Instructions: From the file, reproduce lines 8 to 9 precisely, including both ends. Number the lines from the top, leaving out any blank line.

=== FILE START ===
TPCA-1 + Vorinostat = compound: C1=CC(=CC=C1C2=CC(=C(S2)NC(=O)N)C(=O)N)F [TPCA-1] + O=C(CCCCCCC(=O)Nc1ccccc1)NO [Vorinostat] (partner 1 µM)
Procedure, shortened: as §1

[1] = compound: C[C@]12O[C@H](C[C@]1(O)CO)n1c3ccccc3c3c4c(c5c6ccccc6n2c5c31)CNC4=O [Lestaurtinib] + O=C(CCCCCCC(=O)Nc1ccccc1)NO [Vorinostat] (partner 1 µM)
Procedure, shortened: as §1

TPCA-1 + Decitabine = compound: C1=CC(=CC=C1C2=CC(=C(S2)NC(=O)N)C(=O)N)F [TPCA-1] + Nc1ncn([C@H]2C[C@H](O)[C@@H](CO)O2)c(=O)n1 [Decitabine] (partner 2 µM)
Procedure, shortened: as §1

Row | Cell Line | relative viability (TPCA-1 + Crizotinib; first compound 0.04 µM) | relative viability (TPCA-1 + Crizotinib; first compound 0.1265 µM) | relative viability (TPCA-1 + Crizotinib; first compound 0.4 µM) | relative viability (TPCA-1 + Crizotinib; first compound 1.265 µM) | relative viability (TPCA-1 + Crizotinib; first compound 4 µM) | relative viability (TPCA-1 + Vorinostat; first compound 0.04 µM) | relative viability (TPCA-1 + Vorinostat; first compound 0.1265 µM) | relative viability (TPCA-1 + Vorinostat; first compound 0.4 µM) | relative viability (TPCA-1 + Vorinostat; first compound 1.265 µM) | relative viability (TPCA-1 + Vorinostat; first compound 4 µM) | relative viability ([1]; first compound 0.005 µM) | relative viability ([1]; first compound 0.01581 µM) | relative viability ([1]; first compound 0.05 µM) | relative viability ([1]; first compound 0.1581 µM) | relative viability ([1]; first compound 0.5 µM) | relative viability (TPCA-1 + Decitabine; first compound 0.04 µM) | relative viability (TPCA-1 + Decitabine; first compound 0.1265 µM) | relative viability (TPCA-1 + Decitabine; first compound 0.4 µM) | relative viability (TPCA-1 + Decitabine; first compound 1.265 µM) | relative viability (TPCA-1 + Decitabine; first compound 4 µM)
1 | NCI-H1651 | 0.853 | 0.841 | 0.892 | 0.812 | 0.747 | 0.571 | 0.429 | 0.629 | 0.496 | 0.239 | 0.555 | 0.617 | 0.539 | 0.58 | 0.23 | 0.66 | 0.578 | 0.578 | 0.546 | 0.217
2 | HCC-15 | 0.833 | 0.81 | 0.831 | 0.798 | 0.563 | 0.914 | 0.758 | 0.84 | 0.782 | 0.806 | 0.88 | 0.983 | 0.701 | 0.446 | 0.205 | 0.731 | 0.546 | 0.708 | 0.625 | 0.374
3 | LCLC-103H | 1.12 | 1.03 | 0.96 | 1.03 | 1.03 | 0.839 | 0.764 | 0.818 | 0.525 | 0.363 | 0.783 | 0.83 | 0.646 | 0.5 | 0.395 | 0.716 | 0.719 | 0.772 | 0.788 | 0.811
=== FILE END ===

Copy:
1 | NCI-H1651 | 0.853 | 0.841 | 0.892 | 0.812 | 0.747 | 0.571 | 0.429 | 0.629 | 0.496 | 0.239 | 0.555 | 0.617 | 0.539 | 0.58 | 0.23 | 0.66 | 0.578 | 0.578 | 0.546 | 0.217
2 | HCC-15 | 0.833 | 0.81 | 0.831 | 0.798 | 0.563 | 0.914 | 0.758 | 0.84 | 0.782 | 0.806 | 0.88 | 0.983 | 0.701 | 0.446 | 0.205 | 0.731 | 0.546 | 0.708 | 0.625 | 0.374